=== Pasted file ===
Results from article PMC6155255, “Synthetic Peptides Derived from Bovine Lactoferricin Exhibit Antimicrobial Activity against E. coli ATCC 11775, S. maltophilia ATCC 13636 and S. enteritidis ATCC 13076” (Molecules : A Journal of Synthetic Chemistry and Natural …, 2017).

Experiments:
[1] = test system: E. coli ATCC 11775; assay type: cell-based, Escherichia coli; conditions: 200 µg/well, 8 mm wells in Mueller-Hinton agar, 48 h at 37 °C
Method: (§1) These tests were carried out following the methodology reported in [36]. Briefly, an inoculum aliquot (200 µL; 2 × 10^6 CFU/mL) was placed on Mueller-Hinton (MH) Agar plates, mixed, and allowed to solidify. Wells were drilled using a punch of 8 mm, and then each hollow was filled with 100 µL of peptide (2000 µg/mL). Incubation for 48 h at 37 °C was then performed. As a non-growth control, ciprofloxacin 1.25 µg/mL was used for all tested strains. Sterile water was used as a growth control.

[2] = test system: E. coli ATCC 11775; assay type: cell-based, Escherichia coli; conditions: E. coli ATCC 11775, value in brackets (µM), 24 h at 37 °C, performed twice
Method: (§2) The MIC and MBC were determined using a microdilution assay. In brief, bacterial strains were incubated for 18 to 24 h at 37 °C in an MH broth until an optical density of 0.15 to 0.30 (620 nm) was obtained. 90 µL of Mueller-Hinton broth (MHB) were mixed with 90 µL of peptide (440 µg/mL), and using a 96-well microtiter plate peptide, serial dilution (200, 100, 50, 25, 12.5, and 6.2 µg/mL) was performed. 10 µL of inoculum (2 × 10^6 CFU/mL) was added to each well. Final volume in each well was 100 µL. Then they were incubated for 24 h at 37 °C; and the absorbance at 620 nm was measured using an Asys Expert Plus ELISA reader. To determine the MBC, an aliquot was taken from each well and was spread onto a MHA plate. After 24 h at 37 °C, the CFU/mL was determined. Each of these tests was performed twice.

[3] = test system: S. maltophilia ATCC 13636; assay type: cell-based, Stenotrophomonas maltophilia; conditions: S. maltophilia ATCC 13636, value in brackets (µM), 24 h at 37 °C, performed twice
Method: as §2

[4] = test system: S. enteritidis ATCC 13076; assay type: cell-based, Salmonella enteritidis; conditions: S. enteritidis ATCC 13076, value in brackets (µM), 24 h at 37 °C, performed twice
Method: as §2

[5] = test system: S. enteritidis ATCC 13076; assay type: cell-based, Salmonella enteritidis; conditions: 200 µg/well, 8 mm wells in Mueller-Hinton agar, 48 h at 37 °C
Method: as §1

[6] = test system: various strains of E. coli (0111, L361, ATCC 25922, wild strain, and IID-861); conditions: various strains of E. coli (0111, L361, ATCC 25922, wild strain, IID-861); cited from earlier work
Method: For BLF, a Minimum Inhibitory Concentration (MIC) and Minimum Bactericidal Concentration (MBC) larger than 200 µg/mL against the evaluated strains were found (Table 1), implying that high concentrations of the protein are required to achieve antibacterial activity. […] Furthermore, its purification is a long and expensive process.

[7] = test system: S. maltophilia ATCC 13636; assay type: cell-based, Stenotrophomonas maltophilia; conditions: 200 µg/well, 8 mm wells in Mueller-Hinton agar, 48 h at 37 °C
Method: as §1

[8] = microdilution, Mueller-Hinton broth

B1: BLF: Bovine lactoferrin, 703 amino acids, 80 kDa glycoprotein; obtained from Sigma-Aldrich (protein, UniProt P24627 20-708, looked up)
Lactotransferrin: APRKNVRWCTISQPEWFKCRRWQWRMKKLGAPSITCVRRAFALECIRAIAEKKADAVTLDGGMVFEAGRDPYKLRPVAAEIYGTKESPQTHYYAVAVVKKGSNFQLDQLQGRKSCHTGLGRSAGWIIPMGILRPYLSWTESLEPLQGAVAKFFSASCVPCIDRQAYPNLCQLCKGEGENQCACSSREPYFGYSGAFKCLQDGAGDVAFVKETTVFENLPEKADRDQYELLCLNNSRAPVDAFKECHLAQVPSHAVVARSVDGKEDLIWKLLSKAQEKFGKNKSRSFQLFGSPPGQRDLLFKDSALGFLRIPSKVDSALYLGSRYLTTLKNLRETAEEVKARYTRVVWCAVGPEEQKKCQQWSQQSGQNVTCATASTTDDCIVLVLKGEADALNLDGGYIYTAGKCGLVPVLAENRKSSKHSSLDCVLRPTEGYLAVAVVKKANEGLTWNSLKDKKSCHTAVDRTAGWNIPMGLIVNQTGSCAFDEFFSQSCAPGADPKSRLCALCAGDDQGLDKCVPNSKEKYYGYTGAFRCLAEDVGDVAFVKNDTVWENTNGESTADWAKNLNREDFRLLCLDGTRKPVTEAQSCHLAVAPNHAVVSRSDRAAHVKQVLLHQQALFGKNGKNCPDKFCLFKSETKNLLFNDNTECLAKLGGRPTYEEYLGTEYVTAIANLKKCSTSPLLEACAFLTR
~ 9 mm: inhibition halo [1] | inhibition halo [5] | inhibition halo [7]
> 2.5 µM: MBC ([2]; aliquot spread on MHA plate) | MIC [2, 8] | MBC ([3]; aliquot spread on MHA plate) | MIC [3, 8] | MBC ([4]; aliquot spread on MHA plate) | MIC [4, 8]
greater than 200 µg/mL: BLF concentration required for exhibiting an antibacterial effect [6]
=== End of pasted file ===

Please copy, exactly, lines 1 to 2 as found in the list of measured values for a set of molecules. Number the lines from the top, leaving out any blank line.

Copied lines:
Results from article PMC6155255, “Synthetic Peptides Derived from Bovine Lactoferricin Exhibit Antimicrobial Activity against E. coli ATCC 11775, S. maltophilia ATCC 13636 and S. enteritidis ATCC 13076” (Molecules : A Journal of Synthetic Chemistry and Natural …, 2017).

Experiments: